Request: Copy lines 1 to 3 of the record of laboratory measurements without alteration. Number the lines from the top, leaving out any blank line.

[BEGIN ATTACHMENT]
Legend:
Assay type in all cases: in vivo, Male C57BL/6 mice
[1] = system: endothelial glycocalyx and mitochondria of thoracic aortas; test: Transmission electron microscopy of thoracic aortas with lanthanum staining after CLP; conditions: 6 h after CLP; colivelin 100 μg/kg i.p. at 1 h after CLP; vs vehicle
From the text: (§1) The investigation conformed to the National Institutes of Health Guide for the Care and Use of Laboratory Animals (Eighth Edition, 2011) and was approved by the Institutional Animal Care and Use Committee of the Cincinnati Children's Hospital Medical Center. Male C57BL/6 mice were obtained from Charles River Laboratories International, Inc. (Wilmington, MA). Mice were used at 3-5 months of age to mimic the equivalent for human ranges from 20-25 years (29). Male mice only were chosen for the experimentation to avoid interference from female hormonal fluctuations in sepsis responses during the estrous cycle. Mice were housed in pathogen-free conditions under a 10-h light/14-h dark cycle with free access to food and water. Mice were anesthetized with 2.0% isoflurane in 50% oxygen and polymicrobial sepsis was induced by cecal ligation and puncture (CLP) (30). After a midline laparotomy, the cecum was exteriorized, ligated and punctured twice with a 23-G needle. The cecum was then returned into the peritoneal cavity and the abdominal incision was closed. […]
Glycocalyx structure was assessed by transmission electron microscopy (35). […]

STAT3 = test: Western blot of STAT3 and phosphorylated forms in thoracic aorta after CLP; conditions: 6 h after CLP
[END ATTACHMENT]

Legend:
Assay type in all cases: in vivo, Male C57BL/6 mice
[1] = system: endothelial glycocalyx and mitochondria of thoracic aortas; test: Transmission electron microscopy of thoracic aortas with lanthanum staining after CLP; conditions: 6 h after CLP; colivelin 100 μg/kg i.p. at 1 h after CLP; vs vehicle